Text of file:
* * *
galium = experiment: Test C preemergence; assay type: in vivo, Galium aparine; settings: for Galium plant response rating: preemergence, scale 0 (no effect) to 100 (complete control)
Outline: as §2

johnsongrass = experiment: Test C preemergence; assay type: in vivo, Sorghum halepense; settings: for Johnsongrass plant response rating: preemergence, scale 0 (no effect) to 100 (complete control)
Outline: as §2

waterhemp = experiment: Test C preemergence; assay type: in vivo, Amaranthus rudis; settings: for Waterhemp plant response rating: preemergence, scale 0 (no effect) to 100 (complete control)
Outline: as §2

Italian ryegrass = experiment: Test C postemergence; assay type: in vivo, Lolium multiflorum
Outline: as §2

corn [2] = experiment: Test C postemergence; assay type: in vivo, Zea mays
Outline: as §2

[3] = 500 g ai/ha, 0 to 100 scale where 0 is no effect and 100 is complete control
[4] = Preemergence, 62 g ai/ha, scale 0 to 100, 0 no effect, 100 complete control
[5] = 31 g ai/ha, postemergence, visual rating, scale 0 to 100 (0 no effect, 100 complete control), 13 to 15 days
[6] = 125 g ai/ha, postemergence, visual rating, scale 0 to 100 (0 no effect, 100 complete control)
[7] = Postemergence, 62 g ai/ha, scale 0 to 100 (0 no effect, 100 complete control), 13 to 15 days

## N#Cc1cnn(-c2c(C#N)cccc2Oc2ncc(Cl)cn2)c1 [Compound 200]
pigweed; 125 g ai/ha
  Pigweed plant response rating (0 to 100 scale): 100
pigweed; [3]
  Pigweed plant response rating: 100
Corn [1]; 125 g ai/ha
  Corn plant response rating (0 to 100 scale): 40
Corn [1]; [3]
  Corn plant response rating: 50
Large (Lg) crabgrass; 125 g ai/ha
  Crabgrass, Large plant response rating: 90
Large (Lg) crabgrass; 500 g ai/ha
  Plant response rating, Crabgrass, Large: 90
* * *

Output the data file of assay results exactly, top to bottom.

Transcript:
galium = experiment: Test C preemergence; assay type: in vivo, Galium aparine; settings: for Galium plant response rating: preemergence, scale 0 (no effect) to 100 (complete control)
Outline: as §2

johnsongrass = experiment: Test C preemergence; assay type: in vivo, Sorghum halepense; settings: for Johnsongrass plant response rating: preemergence, scale 0 (no effect) to 100 (complete control)
Outline: as §2

waterhemp = experiment: Test C preemergence; assay type: in vivo, Amaranthus rudis; settings: for Waterhemp plant response rating: preemergence, scale 0 (no effect) to 100 (complete control)
Outline: as §2

Italian ryegrass = experiment: Test C postemergence; assay type: in vivo, Lolium multiflorum
Outline: as §2

corn [2] = experiment: Test C postemergence; assay type: in vivo, Zea mays
Outline: as §2

[3] = 500 g ai/ha, 0 to 100 scale where 0 is no effect and 100 is complete control
[4] = Preemergence, 62 g ai/ha, scale 0 to 100, 0 no effect, 100 complete control
[5] = 31 g ai/ha, postemergence, visual rating, scale 0 to 100 (0 no effect, 100 complete control), 13 to 15 days
[6] = 125 g ai/ha, postemergence, visual rating, scale 0 to 100 (0 no effect, 100 complete control)
[7] = Postemergence, 62 g ai/ha, scale 0 to 100 (0 no effect, 100 complete control), 13 to 15 days

## N#Cc1cnn(-c2c(C#N)cccc2Oc2ncc(Cl)cn2)c1 [Compound 200]
pigweed; 125 g ai/ha
  Pigweed plant response rating (0 to 100 scale): 100
pigweed; [3]
  Pigweed plant response rating: 100
Corn [1]; 125 g ai/ha
  Corn plant response rating (0 to 100 scale): 40
Corn [1]; [3]
  Corn plant response rating: 50
Large (Lg) crabgrass; 125 g ai/ha
  Crabgrass, Large plant response rating: 90
Large (Lg) crabgrass; 500 g ai/ha
  Plant response rating, Crabgrass, Large: 90